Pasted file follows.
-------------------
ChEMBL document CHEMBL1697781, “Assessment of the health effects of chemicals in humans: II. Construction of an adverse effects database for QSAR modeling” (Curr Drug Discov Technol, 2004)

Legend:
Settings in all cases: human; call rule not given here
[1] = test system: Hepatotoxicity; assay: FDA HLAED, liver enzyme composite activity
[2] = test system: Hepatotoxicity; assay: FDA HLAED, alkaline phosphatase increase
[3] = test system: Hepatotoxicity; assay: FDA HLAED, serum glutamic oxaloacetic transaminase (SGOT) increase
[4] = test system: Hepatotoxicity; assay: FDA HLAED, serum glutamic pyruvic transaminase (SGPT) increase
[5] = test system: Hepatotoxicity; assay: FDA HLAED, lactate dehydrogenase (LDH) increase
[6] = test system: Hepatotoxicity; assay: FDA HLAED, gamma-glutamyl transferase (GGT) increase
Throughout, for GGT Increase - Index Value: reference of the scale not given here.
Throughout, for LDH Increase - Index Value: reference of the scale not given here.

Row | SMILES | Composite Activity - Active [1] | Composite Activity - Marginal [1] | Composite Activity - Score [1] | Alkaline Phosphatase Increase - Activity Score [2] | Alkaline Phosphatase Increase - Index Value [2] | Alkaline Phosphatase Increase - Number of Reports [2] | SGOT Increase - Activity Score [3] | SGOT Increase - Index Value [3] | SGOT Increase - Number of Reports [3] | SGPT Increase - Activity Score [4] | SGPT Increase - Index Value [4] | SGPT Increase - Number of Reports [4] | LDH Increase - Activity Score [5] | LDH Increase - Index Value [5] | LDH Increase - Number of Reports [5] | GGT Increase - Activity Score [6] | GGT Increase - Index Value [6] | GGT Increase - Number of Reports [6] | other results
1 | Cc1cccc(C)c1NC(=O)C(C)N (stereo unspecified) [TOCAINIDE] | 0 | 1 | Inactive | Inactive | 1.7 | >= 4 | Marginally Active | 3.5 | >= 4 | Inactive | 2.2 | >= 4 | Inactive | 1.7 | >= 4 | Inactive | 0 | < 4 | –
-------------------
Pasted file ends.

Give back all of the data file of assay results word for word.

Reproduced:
ChEMBL document CHEMBL1697781, “Assessment of the health effects of chemicals in humans: II. Construction of an adverse effects database for QSAR modeling” (Curr Drug Discov Technol, 2004)

Legend:
Settings in all cases: human; call rule not given here
[1] = test system: Hepatotoxicity; assay: FDA HLAED, liver enzyme composite activity
[2] = test system: Hepatotoxicity; assay: FDA HLAED, alkaline phosphatase increase
[3] = test system: Hepatotoxicity; assay: FDA HLAED, serum glutamic oxaloacetic transaminase (SGOT) increase
[4] = test system: Hepatotoxicity; assay: FDA HLAED, serum glutamic pyruvic transaminase (SGPT) increase
[5] = test system: Hepatotoxicity; assay: FDA HLAED, lactate dehydrogenase (LDH) increase
[6] = test system: Hepatotoxicity; assay: FDA HLAED, gamma-glutamyl transferase (GGT) increase
Throughout, for GGT Increase - Index Value: reference of the scale not given here.
Throughout, for LDH Increase - Index Value: reference of the scale not given here.

Row | SMILES | Composite Activity - Active [1] | Composite Activity - Marginal [1] | Composite Activity - Score [1] | Alkaline Phosphatase Increase - Activity Score [2] | Alkaline Phosphatase Increase - Index Value [2] | Alkaline Phosphatase Increase - Number of Reports [2] | SGOT Increase - Activity Score [3] | SGOT Increase - Index Value [3] | SGOT Increase - Number of Reports [3] | SGPT Increase - Activity Score [4] | SGPT Increase - Index Value [4] | SGPT Increase - Number of Reports [4] | LDH Increase - Activity Score [5] | LDH Increase - Index Value [5] | LDH Increase - Number of Reports [5] | GGT Increase - Activity Score [6] | GGT Increase - Index Value [6] | GGT Increase - Number of Reports [6] | other results
1 | Cc1cccc(C)c1NC(=O)C(C)N (stereo unspecified) [TOCAINIDE] | 0 | 1 | Inactive | Inactive | 1.7 | >= 4 | Marginally Active | 3.5 | >= 4 | Inactive | 2.2 | >= 4 | Inactive | 1.7 | >= 4 | Inactive | 0 | < 4 | –